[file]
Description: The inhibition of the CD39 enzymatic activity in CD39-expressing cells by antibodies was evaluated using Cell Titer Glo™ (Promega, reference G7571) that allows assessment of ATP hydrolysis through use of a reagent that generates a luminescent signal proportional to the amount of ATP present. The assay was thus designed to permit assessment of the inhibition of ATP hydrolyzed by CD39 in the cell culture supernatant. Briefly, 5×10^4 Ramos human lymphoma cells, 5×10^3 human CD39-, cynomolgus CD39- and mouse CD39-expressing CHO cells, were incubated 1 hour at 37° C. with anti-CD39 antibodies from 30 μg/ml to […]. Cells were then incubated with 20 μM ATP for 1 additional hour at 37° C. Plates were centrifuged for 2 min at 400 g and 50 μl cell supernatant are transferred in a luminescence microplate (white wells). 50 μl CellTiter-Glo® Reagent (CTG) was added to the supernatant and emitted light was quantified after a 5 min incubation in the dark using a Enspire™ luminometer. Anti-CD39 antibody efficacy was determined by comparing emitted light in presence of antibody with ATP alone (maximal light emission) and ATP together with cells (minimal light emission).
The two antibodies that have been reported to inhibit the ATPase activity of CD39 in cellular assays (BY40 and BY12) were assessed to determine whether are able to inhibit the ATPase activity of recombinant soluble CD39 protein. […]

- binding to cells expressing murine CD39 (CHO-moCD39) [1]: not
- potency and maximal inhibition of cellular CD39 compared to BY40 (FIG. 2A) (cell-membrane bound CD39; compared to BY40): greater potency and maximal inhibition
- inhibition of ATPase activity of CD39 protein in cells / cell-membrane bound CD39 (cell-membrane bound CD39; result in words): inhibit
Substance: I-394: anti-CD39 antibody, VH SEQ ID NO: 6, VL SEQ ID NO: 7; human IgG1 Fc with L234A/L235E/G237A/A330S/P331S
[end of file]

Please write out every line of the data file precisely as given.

Description: The inhibition of the CD39 enzymatic activity in CD39-expressing cells by antibodies was evaluated using Cell Titer Glo™ (Promega, reference G7571) that allows assessment of ATP hydrolysis through use of a reagent that generates a luminescent signal proportional to the amount of ATP present. The assay was thus designed to permit assessment of the inhibition of ATP hydrolyzed by CD39 in the cell culture supernatant. Briefly, 5×10^4 Ramos human lymphoma cells, 5×10^3 human CD39-, cynomolgus CD39- and mouse CD39-expressing CHO cells, were incubated 1 hour at 37° C. with anti-CD39 antibodies from 30 μg/ml to […]. Cells were then incubated with 20 μM ATP for 1 additional hour at 37° C. Plates were centrifuged for 2 min at 400 g and 50 μl cell supernatant are transferred in a luminescence microplate (white wells). 50 μl CellTiter-Glo® Reagent (CTG) was added to the supernatant and emitted light was quantified after a 5 min incubation in the dark using a Enspire™ luminometer. Anti-CD39 antibody efficacy was determined by comparing emitted light in presence of antibody with ATP alone (maximal light emission) and ATP together with cells (minimal light emission).
The two antibodies that have been reported to inhibit the ATPase activity of CD39 in cellular assays (BY40 and BY12) were assessed to determine whether are able to inhibit the ATPase activity of recombinant soluble CD39 protein. […]

- binding to cells expressing murine CD39 (CHO-moCD39) [1]: not
- potency and maximal inhibition of cellular CD39 compared to BY40 (FIG. 2A) (cell-membrane bound CD39; compared to BY40): greater potency and maximal inhibition
- inhibition of ATPase activity of CD39 protein in cells / cell-membrane bound CD39 (cell-membrane bound CD39; result in words): inhibit
Substance: I-394: anti-CD39 antibody, VH SEQ ID NO: 6, VL SEQ ID NO: 7; human IgG1 Fc with L234A/L235E/G237A/A330S/P331S